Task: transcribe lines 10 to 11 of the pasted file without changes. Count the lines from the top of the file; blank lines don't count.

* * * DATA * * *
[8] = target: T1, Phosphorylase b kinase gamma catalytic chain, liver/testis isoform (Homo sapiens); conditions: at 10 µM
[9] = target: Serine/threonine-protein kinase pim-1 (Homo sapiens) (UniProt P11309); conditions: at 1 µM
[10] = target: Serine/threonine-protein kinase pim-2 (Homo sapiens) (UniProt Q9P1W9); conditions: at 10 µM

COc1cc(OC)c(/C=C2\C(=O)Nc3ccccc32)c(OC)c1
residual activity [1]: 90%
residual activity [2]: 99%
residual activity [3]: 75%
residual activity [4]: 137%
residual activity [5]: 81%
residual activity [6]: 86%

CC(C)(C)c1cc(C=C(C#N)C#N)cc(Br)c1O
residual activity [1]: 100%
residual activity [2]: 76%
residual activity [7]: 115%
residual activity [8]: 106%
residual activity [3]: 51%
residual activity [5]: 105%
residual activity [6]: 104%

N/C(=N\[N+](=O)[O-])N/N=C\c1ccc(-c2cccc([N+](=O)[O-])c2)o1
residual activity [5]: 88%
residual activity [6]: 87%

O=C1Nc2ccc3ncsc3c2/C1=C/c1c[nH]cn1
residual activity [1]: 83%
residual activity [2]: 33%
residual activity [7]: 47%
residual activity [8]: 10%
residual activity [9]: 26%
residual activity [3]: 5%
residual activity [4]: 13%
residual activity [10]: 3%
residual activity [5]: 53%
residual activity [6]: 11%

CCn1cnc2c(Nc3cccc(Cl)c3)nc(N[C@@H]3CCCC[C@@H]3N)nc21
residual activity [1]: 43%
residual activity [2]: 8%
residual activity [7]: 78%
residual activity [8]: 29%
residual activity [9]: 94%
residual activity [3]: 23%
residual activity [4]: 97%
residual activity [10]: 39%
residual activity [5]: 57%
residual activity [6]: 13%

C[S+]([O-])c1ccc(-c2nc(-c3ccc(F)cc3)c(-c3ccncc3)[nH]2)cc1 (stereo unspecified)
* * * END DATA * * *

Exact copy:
residual activity [6]: 86%

CC(C)(C)c1cc(C=C(C#N)C#N)cc(Br)c1O